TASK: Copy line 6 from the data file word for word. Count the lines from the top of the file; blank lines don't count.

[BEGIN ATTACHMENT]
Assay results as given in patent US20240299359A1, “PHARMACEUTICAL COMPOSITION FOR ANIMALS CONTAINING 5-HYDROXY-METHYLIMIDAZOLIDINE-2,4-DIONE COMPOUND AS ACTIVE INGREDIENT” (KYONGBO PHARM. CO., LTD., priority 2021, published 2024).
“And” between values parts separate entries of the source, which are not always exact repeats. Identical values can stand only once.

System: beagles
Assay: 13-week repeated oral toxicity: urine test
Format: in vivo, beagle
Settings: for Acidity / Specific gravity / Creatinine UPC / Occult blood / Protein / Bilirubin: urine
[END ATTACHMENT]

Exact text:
Settings: for Acidity / Specific gravity / Creatinine UPC / Occult blood / Protein / Bilirubin: urine